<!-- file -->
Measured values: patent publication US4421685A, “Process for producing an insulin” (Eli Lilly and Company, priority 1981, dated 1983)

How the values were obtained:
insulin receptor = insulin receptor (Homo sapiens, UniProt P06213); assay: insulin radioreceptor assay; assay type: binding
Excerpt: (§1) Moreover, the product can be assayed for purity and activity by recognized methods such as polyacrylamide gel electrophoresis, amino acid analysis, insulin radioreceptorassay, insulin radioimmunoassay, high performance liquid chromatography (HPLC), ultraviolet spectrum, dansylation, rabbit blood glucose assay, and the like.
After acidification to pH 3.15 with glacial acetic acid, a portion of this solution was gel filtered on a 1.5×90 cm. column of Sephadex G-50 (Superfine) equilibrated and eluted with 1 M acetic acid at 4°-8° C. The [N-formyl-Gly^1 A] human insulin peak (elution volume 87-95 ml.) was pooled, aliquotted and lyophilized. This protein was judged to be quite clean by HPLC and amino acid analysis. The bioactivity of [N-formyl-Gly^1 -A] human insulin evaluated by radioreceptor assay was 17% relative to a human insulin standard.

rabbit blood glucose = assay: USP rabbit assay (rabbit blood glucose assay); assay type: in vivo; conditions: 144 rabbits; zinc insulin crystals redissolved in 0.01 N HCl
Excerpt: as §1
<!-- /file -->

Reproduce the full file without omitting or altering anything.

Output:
Measured values: patent publication US4421685A, “Process for producing an insulin” (Eli Lilly and Company, priority 1981, dated 1983)

How the values were obtained:
insulin receptor = insulin receptor (Homo sapiens, UniProt P06213); assay: insulin radioreceptor assay; assay type: binding
Excerpt: (§1) Moreover, the product can be assayed for purity and activity by recognized methods such as polyacrylamide gel electrophoresis, amino acid analysis, insulin radioreceptorassay, insulin radioimmunoassay, high performance liquid chromatography (HPLC), ultraviolet spectrum, dansylation, rabbit blood glucose assay, and the like.
After acidification to pH 3.15 with glacial acetic acid, a portion of this solution was gel filtered on a 1.5×90 cm. column of Sephadex G-50 (Superfine) equilibrated and eluted with 1 M acetic acid at 4°-8° C. The [N-formyl-Gly^1 A] human insulin peak (elution volume 87-95 ml.) was pooled, aliquotted and lyophilized. This protein was judged to be quite clean by HPLC and amino acid analysis. The bioactivity of [N-formyl-Gly^1 -A] human insulin evaluated by radioreceptor assay was 17% relative to a human insulin standard.

rabbit blood glucose = assay: USP rabbit assay (rabbit blood glucose assay); assay type: in vivo; conditions: 144 rabbits; zinc insulin crystals redissolved in 0.01 N HCl
Excerpt: as §1